Victorian Naturalist 124: 124 (2007) APNI
Threat status:Victoria: endangered (e); listed in Flora and Fauna Guarantee Act 1988
Flowering plant 20–35 cm tall. Leaf 5–12 cm long, 6–10 mm wide, reddish at base. Flowers 1 or 2, fragrance resembling hot metal; perianth segments 3.5–6 cm long, white to greyish white, tepals often with a reddish median stripe, lateral sepals and petals drooping; sepals flattened at base, 2.5–4 mm wide, distal half to two-thirds with a mixture of transparent and purplish ellipsoid cells in chains of 2–4; petals shorter than sepals but otherwise similar. Labellum curved forward with apex recurved and lateral lobes erect, lamina broadly ovate-lanceolate, obscurely 3-lobed, 14–16 mm long and 8–10 mm wide (when flattened), cream with reddish lines; margins of lateral lobes fringed with reddish linear calli mostly 0.5–2 mm long, margins of mid-lobe with shorter calli becoming tooth-like and merging near tip; lamina calli mainly in 4 rows, extending well onto the mid-lobe, narrow, linear to foot-shaped, c. 1 mm long at base of lamina, decreasing in size towards apex. Flowers Aug.–Sep.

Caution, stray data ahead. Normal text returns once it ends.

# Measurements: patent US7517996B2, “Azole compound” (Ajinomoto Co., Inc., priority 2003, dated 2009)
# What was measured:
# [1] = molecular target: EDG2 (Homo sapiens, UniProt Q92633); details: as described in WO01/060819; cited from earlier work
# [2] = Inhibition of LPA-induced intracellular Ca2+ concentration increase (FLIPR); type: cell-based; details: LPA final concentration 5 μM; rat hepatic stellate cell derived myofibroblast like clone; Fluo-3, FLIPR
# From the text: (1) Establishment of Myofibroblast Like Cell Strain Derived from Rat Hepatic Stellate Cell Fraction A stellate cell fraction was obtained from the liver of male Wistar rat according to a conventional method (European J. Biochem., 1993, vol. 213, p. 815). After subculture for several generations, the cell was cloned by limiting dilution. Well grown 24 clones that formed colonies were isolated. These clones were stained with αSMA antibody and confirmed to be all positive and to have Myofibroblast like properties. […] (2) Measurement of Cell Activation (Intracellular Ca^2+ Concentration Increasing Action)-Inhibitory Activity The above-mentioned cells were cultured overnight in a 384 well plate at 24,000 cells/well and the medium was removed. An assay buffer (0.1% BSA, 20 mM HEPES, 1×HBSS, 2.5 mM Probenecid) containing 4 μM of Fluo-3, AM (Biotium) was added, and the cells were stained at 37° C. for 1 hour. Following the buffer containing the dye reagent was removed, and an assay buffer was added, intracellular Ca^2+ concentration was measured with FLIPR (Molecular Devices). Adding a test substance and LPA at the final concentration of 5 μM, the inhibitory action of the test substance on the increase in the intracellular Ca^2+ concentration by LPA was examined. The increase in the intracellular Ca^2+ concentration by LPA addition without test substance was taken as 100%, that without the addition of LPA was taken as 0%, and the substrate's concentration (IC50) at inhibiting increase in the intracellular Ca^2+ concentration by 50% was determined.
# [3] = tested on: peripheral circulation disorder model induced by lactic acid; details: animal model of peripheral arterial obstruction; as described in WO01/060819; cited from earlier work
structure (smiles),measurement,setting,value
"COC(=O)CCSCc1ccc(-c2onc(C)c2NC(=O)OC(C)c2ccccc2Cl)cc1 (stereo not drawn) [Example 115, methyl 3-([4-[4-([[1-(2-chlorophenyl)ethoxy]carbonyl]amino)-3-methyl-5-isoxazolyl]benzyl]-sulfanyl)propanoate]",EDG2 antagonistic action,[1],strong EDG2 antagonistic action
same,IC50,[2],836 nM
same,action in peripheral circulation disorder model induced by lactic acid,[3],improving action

Gold. Endemic to Victoria where known only from heathy open forests between Stuart Mill and Dalyenong in the western goldfields on sandy loams.
Although occurring in a biological reserve, Caladenia cretacea has a limited distributional range and is known from very few plants. It is regarded as endangered.
Hybrids with the sometimes sympatric C. cruciformis have been observed.
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